Suicide (As if Napping During Twilight)
I am fourteen and I am dead.
My body lies on its side
As if napping during twilight.
I am fourteen and this is the year
I was most likely to have killed myself.
As water running down a sidewalk.
Ridiculed for my skinniness.
Skinny because I could not help
If a hot lunch was always a buck more
Than what I could afford.
I would have probably taken a mouthful
Of sleeping pills
Like a bunch of shelled sunflower seeds,
Rather than using a gun, mostly it leaves a mess—
A bloody diarrhea on a bedroom wall for someone else to wipe up.
Or if I had carved my initials
Into my wrists,
The blood would have frightened me
Into calling 9-1-1.
Even if I couldn’t use my fingers to dial,
I would have tried with
Or even my earlobe,
Only to reach, no doubt, a busy signal.
It would be after dinner.
After Dad came home from work,
Yelling at us like a coach
For not watering the pots.
After squeezing the clusters of blemishes
Like raspberries in front of the bathroom mirror.
After asking Alisa Huerta for a date and her
Not even acknowledging I asked.
It would be a Thursday.
Friday would be too late to ask for a date.
And that following Friday,
I would be in the Desert Sun,
Somewhere after the front page, but before Family Circus.
And I would be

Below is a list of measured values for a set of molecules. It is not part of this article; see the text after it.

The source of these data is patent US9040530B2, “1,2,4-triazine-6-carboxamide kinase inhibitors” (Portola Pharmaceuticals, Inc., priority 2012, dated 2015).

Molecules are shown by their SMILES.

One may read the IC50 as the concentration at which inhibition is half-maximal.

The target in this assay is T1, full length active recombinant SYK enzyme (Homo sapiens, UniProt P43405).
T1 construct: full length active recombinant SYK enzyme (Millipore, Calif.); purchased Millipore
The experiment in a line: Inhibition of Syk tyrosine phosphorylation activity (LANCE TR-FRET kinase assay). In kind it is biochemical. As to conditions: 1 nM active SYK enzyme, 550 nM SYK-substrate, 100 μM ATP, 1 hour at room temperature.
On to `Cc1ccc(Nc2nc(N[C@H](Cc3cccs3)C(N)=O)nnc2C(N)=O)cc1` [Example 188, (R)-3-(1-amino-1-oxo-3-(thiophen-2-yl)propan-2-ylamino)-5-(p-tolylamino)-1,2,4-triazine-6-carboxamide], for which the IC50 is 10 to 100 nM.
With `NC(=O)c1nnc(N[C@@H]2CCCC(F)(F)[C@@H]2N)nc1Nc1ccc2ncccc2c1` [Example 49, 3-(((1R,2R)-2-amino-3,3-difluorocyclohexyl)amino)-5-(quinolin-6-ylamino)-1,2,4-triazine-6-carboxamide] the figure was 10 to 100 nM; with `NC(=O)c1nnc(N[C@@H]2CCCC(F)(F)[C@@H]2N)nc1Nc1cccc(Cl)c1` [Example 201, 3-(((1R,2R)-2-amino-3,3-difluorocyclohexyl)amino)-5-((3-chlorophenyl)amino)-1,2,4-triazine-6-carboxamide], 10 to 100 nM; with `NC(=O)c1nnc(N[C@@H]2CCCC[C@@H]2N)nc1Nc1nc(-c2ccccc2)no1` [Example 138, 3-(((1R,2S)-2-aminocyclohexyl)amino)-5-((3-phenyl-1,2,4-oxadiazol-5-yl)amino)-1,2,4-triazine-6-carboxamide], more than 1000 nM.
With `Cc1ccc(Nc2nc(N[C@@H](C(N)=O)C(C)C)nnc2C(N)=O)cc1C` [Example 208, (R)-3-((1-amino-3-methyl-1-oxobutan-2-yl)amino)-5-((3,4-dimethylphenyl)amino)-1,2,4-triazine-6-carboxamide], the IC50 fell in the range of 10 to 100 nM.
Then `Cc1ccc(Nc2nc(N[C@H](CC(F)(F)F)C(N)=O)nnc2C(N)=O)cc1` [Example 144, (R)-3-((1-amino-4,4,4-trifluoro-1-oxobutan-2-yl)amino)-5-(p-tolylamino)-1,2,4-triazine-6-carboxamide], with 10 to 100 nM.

The center of attention
In high school for once.
Before I’m forgotten over the weekend. I would be remembered
At a half-time memorial:
Football players holding their helmets over their hearts,
Cheerleaders holding my freshman photo over theirs—
Finally my face between their cleavage.
At my funeral,
My grandmother would weep.
My grandfather, stricken with Alzheimer’s,
Would believe he was dead
And had forgotten to crawl back into the coffin.
My epitaph would read:
Here lies John Olivares Espinoza (1978-1992):
Born the same year as Superman: The Movie
Was released nationwide, also died the same year
As Superman, once being his hero.
It would say nothing else
Because I had done nothing else.
God should send me now, back into time,
To stop me. If I went back I’d bring along photos
To show myself and I’d say,
John, here you are in the future,
With skin as smooth as a table counter.
Here is Dad with arms wrapped around you like a scarf.
Here are the girls you will date:
Cheerleaders, models, prom queens…
The ones you want now.
Then I’d show myself a picture taken with Diana,
Our temples touching together at eye level
At my brother’s 18th birthday—my brother
Who would’ve found me lying in bed, dead
When he was only eleven—
This wonderful girl, I’d tell myself,
Is worth enduring those few more heavy years.
I would show the young John a picture
Of my older brother and me, at my 21st birthday,
With his arm held around my shoulder,
As we held beer in the brotherhood of lost causes.
I’d tell him,
You will become a poet.
You are to be published young
In tiny, but illuminating journals.
You are, like doorknobs, to touch many lives.
After listening to myself,
Seeing the photos,
I would not believe any of it—
Because I don’t believe it now.
Instead I would sit still as if waiting
For mute clouds to speak.
But in the meantime,
I’d pour myself a cold soda
Because it is Thursday,
Dad is home from work,
Dinner is ready
And I have never been so hungry.
“Suicide (As if Napping During Twilight)” appeared at (Black Hair Upon a White Pillow) Solo: A Journal of Poetry #5, 2002, and in the anthology On a Theme by Vallejo, edited by Gary Young (Greenhouse Review Press).